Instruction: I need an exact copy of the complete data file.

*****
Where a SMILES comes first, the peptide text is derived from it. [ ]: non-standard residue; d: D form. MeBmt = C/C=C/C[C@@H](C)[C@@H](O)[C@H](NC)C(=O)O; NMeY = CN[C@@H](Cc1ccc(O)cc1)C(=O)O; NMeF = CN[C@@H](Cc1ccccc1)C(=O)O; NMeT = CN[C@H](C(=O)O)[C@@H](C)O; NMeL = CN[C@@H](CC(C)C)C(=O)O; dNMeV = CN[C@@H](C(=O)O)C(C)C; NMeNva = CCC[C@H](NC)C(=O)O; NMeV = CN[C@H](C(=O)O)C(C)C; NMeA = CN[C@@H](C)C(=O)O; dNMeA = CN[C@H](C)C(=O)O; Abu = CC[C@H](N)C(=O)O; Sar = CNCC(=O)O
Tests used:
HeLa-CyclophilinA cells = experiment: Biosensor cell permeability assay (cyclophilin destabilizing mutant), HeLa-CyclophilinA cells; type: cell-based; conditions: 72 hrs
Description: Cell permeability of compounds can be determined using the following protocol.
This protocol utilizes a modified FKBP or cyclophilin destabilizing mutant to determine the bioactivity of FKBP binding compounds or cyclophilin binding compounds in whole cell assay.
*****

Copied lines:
Where a SMILES comes first, the peptide text is derived from it. [ ]: non-standard residue; d: D form. MeBmt = C/C=C/C[C@@H](C)[C@@H](O)[C@H](NC)C(=O)O; NMeY = CN[C@@H](Cc1ccc(O)cc1)C(=O)O; NMeF = CN[C@@H](Cc1ccccc1)C(=O)O; NMeT = CN[C@H](C(=O)O)[C@@H](C)O; NMeL = CN[C@@H](CC(C)C)C(=O)O; dNMeV = CN[C@@H](C(=O)O)C(C)C; NMeNva = CCC[C@H](NC)C(=O)O; NMeV = CN[C@H](C(=O)O)C(C)C; NMeA = CN[C@@H](C)C(=O)O; dNMeA = CN[C@H](C)C(=O)O; Abu = CC[C@H](N)C(=O)O; Sar = CNCC(=O)O
Tests used:
HeLa-CyclophilinA cells = experiment: Biosensor cell permeability assay (cyclophilin destabilizing mutant), HeLa-CyclophilinA cells; type: cell-based; conditions: 72 hrs
Description: Cell permeability of compounds can be determined using the following protocol.
This protocol utilizes a modified FKBP or cyclophilin destabilizing mutant to determine the bioactivity of FKBP binding compounds or cyclophilin binding compounds in whole cell assay.